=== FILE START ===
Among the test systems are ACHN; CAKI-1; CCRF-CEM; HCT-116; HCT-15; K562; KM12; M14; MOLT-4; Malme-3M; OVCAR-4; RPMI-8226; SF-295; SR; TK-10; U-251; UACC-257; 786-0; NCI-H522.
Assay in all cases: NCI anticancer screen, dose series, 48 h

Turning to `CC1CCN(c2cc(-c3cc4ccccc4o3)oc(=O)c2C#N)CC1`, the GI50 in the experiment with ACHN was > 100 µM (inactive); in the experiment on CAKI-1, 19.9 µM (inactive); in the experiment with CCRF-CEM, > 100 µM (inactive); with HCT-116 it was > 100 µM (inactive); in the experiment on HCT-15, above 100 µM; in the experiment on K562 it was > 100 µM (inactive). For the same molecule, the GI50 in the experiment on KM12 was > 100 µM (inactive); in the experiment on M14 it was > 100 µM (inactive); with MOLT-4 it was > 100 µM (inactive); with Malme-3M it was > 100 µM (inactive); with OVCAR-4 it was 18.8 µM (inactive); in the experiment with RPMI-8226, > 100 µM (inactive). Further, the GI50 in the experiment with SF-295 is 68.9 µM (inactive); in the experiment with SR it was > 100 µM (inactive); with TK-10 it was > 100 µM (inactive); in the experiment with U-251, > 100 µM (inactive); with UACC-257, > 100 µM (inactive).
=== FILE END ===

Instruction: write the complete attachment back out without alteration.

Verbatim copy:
Among the test systems are ACHN; CAKI-1; CCRF-CEM; HCT-116; HCT-15; K562; KM12; M14; MOLT-4; Malme-3M; OVCAR-4; RPMI-8226; SF-295; SR; TK-10; U-251; UACC-257; 786-0; NCI-H522.
Assay in all cases: NCI anticancer screen, dose series, 48 h

Turning to `CC1CCN(c2cc(-c3cc4ccccc4o3)oc(=O)c2C#N)CC1`, the GI50 in the experiment with ACHN was > 100 µM (inactive); in the experiment on CAKI-1, 19.9 µM (inactive); in the experiment with CCRF-CEM, > 100 µM (inactive); with HCT-116 it was > 100 µM (inactive); in the experiment on HCT-15, above 100 µM; in the experiment on K562 it was > 100 µM (inactive). For the same molecule, the GI50 in the experiment on KM12 was > 100 µM (inactive); in the experiment on M14 it was > 100 µM (inactive); with MOLT-4 it was > 100 µM (inactive); with Malme-3M it was > 100 µM (inactive); with OVCAR-4 it was 18.8 µM (inactive); in the experiment with RPMI-8226, > 100 µM (inactive). Further, the GI50 in the experiment with SF-295 is 68.9 µM (inactive); in the experiment with SR it was > 100 µM (inactive); with TK-10 it was > 100 µM (inactive); in the experiment with U-251, > 100 µM (inactive); with UACC-257, > 100 µM (inactive).